Archive for the ‘PowerShell’ Category

Certificate :- Test Website SSL Protocols

April 22, 2017 1 comment

Certificate :- Test Website SSL Protocols

NOTE: This turned out to be a long post.

The “S” in HTTPS:\\ means that the site has security and is supposed to be secure.  There is a lot more to the “S” though and that’s where the SSL part of the title comes from.  Hypertext Transfer Protocol Secure (HTTPS) is a combination of the Hypertext Transfer Protocol (HTTP) with the Secure Socket Layer (SSL)/Transport Layer Security (TLS) protocol. TLS is an authentication and security protocol widely implemented in browsers and Web servers. So, as you surf around the web, you’ll encounter HTTPS:\\ and HTTP:\\ sites. I would never enter personal information into an HTTP:\\ site as this isn’t secure.  And, supposedly with HTTPS:\\ sites like banks and online shopping there is some expectation that the site is secure enough for us to do our transactions. All these things you should be aware of.

So, as we take precautions for doing business online I’ve recently noticed that so many certificates are expiring on web sites I’m visiting and it’s occurring on an assortment of sites. I use a tool that popups when I encounter issues with certificates. You’d think that a company’s overall strategy for ensuring that security certificates remain up to date and monitored for expiration dates should be in the daily SOP.

After looking into the issue I decided I’d start by searching for something along the lines of this code by  Chris Duck  I already had some simple code that I’ve been using but wanted something where I could modify to suite my needs. In fact found many similar ideas while searching the web and this is how I’ve put my research to use.

Loading and running Test-WebSiteSslProtocols

I made some simple modifications to the script as this location:
$ProtocolNames = [System.Security.Authentication.SslProtocols] | gm -static -MemberType Property | ?{ $_.Name -notin @(“Default”, “None”) } | %{ $_.Name }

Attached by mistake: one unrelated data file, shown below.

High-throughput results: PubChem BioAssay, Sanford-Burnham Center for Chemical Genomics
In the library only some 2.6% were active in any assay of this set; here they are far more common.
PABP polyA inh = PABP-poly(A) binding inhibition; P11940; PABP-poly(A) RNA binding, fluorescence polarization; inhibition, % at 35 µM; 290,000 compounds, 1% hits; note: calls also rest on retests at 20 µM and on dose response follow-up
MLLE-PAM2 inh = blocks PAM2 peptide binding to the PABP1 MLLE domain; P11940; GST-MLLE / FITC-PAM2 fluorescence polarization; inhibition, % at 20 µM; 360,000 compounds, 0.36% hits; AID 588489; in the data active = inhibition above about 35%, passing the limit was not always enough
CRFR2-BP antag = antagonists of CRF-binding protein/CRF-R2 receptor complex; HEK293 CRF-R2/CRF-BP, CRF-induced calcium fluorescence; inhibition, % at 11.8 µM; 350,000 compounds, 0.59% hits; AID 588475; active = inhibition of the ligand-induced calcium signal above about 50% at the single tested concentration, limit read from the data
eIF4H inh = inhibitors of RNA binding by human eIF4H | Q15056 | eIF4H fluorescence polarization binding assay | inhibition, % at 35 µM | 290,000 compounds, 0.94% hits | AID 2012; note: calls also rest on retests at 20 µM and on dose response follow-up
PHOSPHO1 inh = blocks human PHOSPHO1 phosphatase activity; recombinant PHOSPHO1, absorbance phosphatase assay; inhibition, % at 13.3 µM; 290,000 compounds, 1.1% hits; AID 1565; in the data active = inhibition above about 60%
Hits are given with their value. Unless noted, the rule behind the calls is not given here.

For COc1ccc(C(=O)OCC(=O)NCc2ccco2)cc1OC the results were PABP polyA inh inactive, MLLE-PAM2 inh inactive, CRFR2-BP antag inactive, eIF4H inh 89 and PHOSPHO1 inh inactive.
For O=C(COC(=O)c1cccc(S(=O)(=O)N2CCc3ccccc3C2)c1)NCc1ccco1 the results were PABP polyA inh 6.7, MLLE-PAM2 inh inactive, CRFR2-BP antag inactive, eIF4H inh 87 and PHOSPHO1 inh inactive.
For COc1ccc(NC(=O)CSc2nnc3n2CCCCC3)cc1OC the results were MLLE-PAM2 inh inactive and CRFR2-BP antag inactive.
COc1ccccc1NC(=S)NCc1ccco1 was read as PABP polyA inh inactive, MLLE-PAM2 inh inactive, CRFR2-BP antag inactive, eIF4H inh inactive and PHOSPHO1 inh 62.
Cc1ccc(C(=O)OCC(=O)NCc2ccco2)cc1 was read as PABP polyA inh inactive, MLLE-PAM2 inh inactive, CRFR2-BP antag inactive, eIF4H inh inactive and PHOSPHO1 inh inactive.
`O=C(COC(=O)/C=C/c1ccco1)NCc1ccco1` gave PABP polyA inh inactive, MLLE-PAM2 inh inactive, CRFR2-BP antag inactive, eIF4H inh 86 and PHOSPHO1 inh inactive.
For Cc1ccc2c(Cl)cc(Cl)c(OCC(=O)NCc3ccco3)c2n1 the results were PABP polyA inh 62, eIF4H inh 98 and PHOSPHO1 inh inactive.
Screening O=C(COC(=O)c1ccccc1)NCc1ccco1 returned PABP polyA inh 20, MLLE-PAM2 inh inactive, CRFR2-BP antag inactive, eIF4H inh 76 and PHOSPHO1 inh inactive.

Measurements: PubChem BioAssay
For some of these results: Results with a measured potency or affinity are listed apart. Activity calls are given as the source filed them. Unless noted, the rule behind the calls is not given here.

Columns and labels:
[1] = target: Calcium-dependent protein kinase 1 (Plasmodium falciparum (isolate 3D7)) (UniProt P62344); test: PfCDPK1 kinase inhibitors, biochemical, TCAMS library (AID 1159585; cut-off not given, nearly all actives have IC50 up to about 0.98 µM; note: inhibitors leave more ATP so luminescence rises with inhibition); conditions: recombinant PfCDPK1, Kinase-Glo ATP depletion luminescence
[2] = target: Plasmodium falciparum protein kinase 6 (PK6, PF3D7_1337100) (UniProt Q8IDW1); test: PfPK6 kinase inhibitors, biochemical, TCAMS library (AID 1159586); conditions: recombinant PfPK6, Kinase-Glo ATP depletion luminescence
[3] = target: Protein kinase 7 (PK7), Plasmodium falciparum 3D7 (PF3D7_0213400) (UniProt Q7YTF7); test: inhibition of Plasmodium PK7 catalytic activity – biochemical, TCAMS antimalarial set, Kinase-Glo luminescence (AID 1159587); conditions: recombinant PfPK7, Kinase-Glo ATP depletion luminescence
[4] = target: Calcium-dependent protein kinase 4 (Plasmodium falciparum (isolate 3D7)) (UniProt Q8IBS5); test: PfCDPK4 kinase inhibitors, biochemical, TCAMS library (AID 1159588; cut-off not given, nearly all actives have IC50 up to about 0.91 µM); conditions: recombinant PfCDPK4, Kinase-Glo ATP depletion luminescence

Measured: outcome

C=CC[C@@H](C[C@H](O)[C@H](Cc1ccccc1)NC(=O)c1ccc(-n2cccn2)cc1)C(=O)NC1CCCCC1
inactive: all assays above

$global:certinfo = @() #- ADD THIS
And at this place in the code.

$global:certinfo = $ProtocolStatus #- ADD THIS

This is the modified function without all the comments.
function Test-WebSiteSslProtocols
Check validity of SSL on web sites visited populate collection to be used for updating into database
Ideas found searching the web

param (
[Parameter(Mandatory = $true, ValueFromPipelineByPropertyName = $true, ValueFromPipeline = $true)]
[Parameter(ValueFromPipelineByPropertyName = $true)]
[int]$Port = 443
$ProtocolNames = [System.Security.Authentication.SslProtocols] | gm -static -MemberType Property | ?{ $_.Name -notin @(“Default”, “None”) } | %{ $_.Name }
$global:certinfo = @()
$ProtocolStatus = [Ordered]@{ }
$ProtocolStatus.Add(“URLChecked”, $URLChecked)
$ProtocolStatus.Add(“Port”, $Port)
$ProtocolStatus.Add(“KeyLength”, $null)
$ProtocolStatus.Add(“SignatureAlgorithm”, $null)

$ProtocolNames | %{
$ProtocolName = $_
$Socket = New-Object System.Net.Sockets.Socket([System.Net.Sockets.SocketType]::Stream, [System.Net.Sockets.ProtocolType]::Tcp)
$Socket.Connect($URLChecked, $Port)
$NetStream = New-Object System.Net.Sockets.NetworkStream($Socket, $true)
$SslStream = New-Object System.Net.Security.SslStream($NetStream, $true)
$SslStream.AuthenticateAsClient($URLChecked, $null, $ProtocolName, $false)
$RemoteCertificate = [System.Security.Cryptography.X509Certificates.X509Certificate2]$SslStream.RemoteCertificate
$ProtocolStatus[“KeyLength”] = $RemoteCertificate.PublicKey.Key.KeySize
$ProtocolStatus[“SignatureAlgorithm”] = $RemoteCertificate.SignatureAlgorithm.FriendlyName
$ProtocolStatus[“Certificate”] = $RemoteCertificate
$ProtocolStatus.Add($ProtocolName, $true)